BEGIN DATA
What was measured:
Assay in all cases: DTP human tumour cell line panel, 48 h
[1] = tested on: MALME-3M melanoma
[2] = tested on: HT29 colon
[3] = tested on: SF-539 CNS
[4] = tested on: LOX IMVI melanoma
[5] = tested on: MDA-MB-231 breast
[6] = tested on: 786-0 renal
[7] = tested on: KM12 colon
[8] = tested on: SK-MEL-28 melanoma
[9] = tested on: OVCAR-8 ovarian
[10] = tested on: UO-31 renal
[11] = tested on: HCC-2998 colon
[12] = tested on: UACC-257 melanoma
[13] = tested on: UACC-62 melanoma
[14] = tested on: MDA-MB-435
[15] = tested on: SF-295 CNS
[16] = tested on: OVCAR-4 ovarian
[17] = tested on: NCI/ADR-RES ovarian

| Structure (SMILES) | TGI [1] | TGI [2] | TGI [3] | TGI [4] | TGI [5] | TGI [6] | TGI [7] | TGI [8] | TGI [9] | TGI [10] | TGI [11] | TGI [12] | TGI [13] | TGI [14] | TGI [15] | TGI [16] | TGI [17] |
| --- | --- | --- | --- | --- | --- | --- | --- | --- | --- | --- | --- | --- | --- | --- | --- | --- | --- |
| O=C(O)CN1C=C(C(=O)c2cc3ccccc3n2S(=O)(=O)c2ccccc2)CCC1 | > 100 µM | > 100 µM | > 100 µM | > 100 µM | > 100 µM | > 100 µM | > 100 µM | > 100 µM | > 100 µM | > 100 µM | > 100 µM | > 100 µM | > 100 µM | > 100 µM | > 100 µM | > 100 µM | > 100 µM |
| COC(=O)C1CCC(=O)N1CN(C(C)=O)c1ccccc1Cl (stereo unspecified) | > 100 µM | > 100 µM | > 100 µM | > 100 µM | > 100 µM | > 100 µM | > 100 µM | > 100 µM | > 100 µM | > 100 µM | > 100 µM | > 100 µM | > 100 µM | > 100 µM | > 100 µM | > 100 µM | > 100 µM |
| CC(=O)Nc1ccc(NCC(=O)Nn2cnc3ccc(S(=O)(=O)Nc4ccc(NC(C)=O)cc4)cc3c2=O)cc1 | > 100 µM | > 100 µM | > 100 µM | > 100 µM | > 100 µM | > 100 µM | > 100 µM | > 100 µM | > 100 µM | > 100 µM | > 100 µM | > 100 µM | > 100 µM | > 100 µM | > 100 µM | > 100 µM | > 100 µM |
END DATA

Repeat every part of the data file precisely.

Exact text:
What was measured:
Assay in all cases: DTP human tumour cell line panel, 48 h
[1] = tested on: MALME-3M melanoma
[2] = tested on: HT29 colon
[3] = tested on: SF-539 CNS
[4] = tested on: LOX IMVI melanoma
[5] = tested on: MDA-MB-231 breast
[6] = tested on: 786-0 renal
[7] = tested on: KM12 colon
[8] = tested on: SK-MEL-28 melanoma
[9] = tested on: OVCAR-8 ovarian
[10] = tested on: UO-31 renal
[11] = tested on: HCC-2998 colon
[12] = tested on: UACC-257 melanoma
[13] = tested on: UACC-62 melanoma
[14] = tested on: MDA-MB-435
[15] = tested on: SF-295 CNS
[16] = tested on: OVCAR-4 ovarian
[17] = tested on: NCI/ADR-RES ovarian

| Structure (SMILES) | TGI [1] | TGI [2] | TGI [3] | TGI [4] | TGI [5] | TGI [6] | TGI [7] | TGI [8] | TGI [9] | TGI [10] | TGI [11] | TGI [12] | TGI [13] | TGI [14] | TGI [15] | TGI [16] | TGI [17] |
| --- | --- | --- | --- | --- | --- | --- | --- | --- | --- | --- | --- | --- | --- | --- | --- | --- | --- |
| O=C(O)CN1C=C(C(=O)c2cc3ccccc3n2S(=O)(=O)c2ccccc2)CCC1 | > 100 µM | > 100 µM | > 100 µM | > 100 µM | > 100 µM | > 100 µM | > 100 µM | > 100 µM | > 100 µM | > 100 µM | > 100 µM | > 100 µM | > 100 µM | > 100 µM | > 100 µM | > 100 µM | > 100 µM |
| COC(=O)C1CCC(=O)N1CN(C(C)=O)c1ccccc1Cl (stereo unspecified) | > 100 µM | > 100 µM | > 100 µM | > 100 µM | > 100 µM | > 100 µM | > 100 µM | > 100 µM | > 100 µM | > 100 µM | > 100 µM | > 100 µM | > 100 µM | > 100 µM | > 100 µM | > 100 µM | > 100 µM |
| CC(=O)Nc1ccc(NCC(=O)Nn2cnc3ccc(S(=O)(=O)Nc4ccc(NC(C)=O)cc4)cc3c2=O)cc1 | > 100 µM | > 100 µM | > 100 µM | > 100 µM | > 100 µM | > 100 µM | > 100 µM | > 100 µM | > 100 µM | > 100 µM | > 100 µM | > 100 µM | > 100 µM | > 100 µM | > 100 µM | > 100 µM | > 100 µM |